The Dad Diary
Many parents of older children will tell you about how they miss the era of sleepless nights when the kids were smaller. How they always felt safer when they knew where their kids were at all times, before the advance of the teenage years.
But take it from me, they don’t miss the sleepless nights themselves – more so some of the more enjoyable elements of that phase of life.
Because, with Séimí just gone two, and more than likely our brood remaining at three, we’re confident we’re nearly over the hump of the sleeplessness. The noise of a little cry from one of the monitors doesn’t induce wild panic now, but a confidence that they will just turn over and go back to sleep and forget about whatever little bad dream they just had.
It got me thinking though.
Because, at every stage in a child’s development, there are things you love and things then that you are looking forward to them growing out of.
Séimí has definitely been the busiest of our three at the toddler stage and sometimes can be a little human wrecking ball, but he is so much fun too. We definitely won’t miss having to tie a hair bobbin on the fridge after every use so Séimí won’t go raiding it and throwing everything on the ground. We used to have a child’s lock on it but Séimí broke that… so a bobbin does (and when he breaks them eventually, they’re easier to replace).
The same applies to bamboo sticks put down or across drawers and cupboards to stop him raiding there and child locks on the cupboards that are harder to break.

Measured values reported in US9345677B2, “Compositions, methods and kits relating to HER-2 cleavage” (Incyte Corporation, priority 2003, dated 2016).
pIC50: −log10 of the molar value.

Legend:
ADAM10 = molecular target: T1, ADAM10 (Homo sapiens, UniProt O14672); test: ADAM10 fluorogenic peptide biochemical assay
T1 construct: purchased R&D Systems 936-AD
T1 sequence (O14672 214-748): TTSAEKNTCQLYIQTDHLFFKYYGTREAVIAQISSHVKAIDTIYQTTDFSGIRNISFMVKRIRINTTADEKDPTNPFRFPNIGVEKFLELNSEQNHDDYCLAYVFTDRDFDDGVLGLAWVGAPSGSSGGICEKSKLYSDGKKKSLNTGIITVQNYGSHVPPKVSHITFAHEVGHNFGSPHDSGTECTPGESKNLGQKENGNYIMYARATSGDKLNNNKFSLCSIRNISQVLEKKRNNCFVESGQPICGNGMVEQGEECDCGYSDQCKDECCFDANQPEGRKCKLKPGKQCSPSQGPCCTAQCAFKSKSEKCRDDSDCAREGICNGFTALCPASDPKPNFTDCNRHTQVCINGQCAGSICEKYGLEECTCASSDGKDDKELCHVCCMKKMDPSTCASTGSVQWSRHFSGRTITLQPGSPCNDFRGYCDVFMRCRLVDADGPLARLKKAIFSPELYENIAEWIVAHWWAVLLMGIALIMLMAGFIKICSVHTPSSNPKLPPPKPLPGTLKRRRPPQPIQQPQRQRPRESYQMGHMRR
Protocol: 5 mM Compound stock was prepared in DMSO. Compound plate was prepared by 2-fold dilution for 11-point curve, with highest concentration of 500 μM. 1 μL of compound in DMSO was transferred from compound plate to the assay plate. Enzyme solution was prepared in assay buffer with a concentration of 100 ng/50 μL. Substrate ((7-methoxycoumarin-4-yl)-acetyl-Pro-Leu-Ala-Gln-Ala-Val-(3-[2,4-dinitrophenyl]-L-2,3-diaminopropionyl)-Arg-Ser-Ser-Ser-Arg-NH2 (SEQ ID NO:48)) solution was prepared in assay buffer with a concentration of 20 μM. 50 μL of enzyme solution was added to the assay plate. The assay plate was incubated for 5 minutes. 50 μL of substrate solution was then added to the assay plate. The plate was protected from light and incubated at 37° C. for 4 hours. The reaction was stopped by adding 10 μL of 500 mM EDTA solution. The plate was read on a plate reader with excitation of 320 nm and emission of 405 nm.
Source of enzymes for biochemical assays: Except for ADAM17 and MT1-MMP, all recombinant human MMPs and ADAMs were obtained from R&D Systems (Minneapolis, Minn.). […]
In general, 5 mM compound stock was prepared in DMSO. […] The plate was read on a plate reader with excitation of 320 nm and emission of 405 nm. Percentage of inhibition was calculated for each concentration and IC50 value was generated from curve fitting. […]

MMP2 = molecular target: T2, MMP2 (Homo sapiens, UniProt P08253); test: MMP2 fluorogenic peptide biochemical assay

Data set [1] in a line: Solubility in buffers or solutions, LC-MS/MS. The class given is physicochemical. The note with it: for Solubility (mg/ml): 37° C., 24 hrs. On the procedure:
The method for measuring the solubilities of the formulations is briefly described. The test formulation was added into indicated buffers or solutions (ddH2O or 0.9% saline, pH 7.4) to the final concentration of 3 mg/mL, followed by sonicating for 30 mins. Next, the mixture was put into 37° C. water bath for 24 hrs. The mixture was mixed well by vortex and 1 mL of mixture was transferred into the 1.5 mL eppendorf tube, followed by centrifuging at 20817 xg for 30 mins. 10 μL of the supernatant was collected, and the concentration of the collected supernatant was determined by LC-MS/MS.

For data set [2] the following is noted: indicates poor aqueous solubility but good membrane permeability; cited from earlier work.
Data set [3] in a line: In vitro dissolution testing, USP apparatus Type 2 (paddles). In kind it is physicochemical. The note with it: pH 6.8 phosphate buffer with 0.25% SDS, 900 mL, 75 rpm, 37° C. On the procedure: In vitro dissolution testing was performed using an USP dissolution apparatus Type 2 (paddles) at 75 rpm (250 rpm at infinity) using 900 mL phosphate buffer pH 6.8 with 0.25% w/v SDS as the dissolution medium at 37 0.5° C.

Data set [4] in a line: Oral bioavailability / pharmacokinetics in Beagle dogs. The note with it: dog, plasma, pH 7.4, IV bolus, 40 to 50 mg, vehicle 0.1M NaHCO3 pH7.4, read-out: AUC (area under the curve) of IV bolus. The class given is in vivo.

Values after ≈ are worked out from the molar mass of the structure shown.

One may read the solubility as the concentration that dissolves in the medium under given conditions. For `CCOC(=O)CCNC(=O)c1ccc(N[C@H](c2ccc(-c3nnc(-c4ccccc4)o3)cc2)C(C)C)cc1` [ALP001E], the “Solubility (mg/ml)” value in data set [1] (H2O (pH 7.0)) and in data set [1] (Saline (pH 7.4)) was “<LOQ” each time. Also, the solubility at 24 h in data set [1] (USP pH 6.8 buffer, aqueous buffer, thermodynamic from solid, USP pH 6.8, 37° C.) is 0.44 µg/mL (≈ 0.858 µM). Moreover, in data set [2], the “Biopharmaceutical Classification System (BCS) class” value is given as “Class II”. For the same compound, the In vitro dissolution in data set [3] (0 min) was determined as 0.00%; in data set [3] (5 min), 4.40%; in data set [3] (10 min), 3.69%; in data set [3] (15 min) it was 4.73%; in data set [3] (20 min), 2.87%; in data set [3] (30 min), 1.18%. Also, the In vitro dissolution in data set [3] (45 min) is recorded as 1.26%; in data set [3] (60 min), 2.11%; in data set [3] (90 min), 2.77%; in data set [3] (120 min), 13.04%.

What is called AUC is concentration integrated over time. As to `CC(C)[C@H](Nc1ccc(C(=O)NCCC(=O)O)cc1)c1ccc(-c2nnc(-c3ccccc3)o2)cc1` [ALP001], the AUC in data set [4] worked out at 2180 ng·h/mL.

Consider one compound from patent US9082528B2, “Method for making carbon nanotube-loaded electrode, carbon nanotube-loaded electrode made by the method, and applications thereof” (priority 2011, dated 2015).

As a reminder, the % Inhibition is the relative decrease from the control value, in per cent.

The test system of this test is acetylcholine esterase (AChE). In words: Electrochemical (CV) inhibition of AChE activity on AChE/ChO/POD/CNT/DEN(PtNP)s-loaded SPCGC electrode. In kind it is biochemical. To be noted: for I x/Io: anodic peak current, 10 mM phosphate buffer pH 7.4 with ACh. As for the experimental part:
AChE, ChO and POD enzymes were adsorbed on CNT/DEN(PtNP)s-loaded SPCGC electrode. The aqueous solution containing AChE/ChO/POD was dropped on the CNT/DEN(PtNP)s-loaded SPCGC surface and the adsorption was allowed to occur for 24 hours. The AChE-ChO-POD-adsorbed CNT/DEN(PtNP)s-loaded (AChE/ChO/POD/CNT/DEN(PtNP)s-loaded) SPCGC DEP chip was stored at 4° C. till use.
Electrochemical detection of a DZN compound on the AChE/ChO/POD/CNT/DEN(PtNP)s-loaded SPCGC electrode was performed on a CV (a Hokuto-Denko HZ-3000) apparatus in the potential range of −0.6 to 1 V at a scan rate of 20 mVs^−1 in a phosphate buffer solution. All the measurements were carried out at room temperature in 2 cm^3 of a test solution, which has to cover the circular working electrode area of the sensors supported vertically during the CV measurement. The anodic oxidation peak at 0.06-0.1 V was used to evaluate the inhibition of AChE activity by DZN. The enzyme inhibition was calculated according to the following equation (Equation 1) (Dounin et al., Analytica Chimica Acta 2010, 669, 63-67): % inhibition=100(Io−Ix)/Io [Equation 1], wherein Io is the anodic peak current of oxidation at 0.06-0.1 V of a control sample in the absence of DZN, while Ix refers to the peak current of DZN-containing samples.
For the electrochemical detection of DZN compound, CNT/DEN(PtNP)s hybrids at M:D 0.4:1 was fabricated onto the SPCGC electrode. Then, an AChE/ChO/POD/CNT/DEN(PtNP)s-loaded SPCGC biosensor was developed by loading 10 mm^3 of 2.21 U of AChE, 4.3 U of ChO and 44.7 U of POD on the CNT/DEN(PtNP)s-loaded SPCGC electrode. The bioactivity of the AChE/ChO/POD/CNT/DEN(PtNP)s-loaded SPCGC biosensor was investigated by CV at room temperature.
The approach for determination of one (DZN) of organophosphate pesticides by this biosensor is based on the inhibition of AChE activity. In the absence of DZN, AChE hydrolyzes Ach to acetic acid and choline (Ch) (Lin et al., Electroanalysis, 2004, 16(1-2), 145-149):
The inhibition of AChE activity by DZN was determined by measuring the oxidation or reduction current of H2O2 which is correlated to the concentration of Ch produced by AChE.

If you’ve any antitheft measure not in place, he will pounce quicker than you can imagine.
Convincing him that he needs to eat the meal in front of him or else he will be cranky as hell 20 minutes later can be draining, too, I won’t lie. He just wants to find things he thinks he’s capable of breaking and showing us how. Oh he’s definitely a boy!
But all the cute things he does instantly outweighs the constant rollercoaster of dashing around the kitchen in a bid to keep one step ahead of him.
He does a lovely thing when he’s going to bed, putting his two arms down in front of him and cuddling into your shoulder. It’s his way of telling you he’s ready for bed.
In the morning then, when you bring him into Éamon’s room in your arms and lift Éamon out of the bed, the instant hug they give each other and Séimí’s rubbing of Éamon’s back would melt the coldest of hearts.
If he sees you lying on the ground or on a bean bag, it’s an invitation for him to come running towards you as fast as his little legs will carry him and jump onto you – you had better be ready!
And bringing you his shoes to tell you in no uncertain terms he wants to go outside NOW is cute, even if he thinks he can go out in the hailstones that are belting off the window.
In his fortnightly column, Edwin McGreal charts the ups and downs of the biggest wake-up call of his life: parenthood.